Just like Stadium 1, there are two rounds in Stadium 2 and both end with a final boss battle against Silver. Silver will fight against you with Lugia, Mewtwo, and Ho-Oh. In exchange, players get to use six pokémon to take them out. Silver is a tough opponent. The movepools for all three legendaries are designed to elimate weaknesses and take advantage of their strengths. Winning against Silver will reward players with a special Farfetch’d or a Gilgar. If you use a team from your handheld games, there is the option to have a pokemon relearn a move. This was the first time players had a method to teach their Pokemon old level up moves they didn’t have in their move pool.

Pokémon Stadium 2 is the superior experience over Stadium 1. Because it was released late in the N64’s lifecycle, it didn’t sell as well as its older brother. As a swan song for the N64, Stadium 2 exceeded expectations.

Pokemon Card GB 2

Pokémon Trading Card GB 2 (Japan)- Japan got a third spinoff game, Pokémon Trading Card GB 2. While I have never owned a copy, the game continues the story from the Pokémon Trading Card Game as the main character from the previous game or a brand new female protagonist must stop Team Great Rocket from taking over the island and stealing all the cards. At one point, the game was slated to be localized and released in the states, but was cancelled when Nintendo focused their attention on the Game Boy Advance.


Super Smash Bros. Melee.- I only have one miscellaneous topic to discuss. Super Smash Bros. Melee was released in 2001 for the Gamecube. Once again, Pokémon was well represented in the fighting game. Pikachu and Jigglypuff make a return as playable fighters. Both are accompanied by two new  fighters from the series, Pichu and Mewtwo. Mewtwo showed off his psychic abilities and Pichu….damaged himself with Thunder. The four Pokémon were solid representatives. A couple of new stages such as Pokémon Stadium and Kanto Skies were introduced. Sadly, Saffron City from Super Smash Bros. did not return.

Generation II was another strong generation. To many people, Generation II is in their eyes the best generation of Pokémon. With the expanded moves, two new types, the introduction of hold items, and even the inclusion of a female protagonist in Crystal Version, Generation II built upon the foundation laid down by Generation I. Battles were only tweaked and fine-tuned and that was ok for fans at the time. Would the wave of success continue on into the mid 2000s? or Would the franchise go through some tough adversity as it headed into the Gamecube and Game Boy Advance generation?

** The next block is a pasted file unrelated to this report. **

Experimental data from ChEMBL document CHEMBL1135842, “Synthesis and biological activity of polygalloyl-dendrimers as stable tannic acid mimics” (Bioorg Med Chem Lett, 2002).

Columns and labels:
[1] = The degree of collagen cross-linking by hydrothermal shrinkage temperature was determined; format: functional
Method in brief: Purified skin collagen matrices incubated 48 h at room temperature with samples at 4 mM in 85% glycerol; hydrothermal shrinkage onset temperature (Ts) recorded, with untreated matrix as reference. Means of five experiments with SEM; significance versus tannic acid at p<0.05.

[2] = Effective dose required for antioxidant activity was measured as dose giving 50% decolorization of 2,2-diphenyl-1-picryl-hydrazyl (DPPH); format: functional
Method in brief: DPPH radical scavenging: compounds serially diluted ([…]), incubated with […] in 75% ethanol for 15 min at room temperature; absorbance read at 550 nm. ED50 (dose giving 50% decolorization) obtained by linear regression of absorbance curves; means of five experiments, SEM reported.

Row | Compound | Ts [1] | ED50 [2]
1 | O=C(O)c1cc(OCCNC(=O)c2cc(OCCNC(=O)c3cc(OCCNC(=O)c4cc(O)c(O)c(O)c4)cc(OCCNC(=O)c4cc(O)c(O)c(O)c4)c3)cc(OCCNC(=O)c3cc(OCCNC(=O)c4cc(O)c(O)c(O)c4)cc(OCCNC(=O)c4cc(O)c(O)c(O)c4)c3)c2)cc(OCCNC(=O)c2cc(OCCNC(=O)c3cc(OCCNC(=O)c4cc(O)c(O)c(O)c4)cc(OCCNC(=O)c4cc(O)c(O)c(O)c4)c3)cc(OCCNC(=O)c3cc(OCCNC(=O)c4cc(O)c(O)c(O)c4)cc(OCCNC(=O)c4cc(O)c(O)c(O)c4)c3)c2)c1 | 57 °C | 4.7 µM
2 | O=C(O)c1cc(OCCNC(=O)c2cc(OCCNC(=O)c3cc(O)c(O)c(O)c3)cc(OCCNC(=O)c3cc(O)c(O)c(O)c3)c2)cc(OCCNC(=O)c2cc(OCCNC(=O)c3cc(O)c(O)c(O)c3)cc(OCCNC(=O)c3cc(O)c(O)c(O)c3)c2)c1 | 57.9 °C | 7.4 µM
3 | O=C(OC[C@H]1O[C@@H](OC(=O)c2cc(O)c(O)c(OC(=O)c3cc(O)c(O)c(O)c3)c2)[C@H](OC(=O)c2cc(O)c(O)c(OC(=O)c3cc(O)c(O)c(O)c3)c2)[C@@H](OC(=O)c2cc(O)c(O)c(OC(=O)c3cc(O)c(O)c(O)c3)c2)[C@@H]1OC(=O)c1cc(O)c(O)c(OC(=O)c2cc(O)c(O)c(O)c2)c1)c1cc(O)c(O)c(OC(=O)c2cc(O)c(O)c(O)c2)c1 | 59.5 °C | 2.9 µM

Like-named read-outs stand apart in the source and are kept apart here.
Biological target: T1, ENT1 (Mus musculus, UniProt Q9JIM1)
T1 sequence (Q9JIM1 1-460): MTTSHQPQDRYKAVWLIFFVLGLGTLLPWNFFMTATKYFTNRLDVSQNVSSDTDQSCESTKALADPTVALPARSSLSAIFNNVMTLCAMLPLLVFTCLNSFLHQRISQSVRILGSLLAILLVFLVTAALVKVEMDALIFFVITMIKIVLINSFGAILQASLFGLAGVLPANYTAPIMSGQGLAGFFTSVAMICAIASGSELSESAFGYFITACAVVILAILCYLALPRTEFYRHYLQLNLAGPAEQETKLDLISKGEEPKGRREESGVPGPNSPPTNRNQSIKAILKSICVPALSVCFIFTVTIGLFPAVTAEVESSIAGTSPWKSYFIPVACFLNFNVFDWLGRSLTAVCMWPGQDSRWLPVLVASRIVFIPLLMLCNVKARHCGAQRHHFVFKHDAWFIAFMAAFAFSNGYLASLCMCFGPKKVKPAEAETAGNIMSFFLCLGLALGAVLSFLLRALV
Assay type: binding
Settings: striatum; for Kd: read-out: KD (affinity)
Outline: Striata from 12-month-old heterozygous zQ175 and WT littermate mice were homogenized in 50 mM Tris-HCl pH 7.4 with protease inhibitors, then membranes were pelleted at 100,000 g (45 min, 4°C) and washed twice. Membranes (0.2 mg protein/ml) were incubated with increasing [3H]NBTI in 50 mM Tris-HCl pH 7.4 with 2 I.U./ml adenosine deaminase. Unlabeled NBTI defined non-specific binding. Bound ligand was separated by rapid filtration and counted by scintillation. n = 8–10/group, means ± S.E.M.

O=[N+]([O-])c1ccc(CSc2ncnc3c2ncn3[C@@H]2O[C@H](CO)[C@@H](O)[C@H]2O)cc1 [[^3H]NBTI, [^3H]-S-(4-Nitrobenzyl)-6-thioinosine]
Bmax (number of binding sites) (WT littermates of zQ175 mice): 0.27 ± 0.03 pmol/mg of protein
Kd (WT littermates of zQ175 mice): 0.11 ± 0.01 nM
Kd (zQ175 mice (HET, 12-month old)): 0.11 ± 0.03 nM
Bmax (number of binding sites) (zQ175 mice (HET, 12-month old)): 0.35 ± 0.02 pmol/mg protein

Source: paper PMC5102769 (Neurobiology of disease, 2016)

Part 9: Pokémon 4Ever and Pokémon Heroes

Part 8: Pokémon 3: The Movie and Mewtwo Returns

Part 7: Second Generation Anime and TCG

Part 6: Generation II

Part 5: Pokémon Anime, Generation I Movies, and Miscellaneous

Part 4: The Pokémon Trading Card Game

Part 3: Generation I Spinoffs

Part 2: Generation I

Part 1: Introduction

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About JDobbs

Jacob is currently a member of Skrimish Frogs. He began his gaming days with the Atari 2600 and eventually the Nintendo 64. He is the author of his own monthly series: Gaming Crossroads. Pokemon's popularity in the late 90s influenced him. Platformers, RPGS, and Racing games are his specialty, but he also enjoys other video game genres. He has a passion for Video Game History and loves retro games, but also enjoys modern titles. When he is not using technology, he loves to spend time outdoors and enjoy nature tech free. Some people refer to him as a walking encyclopedia.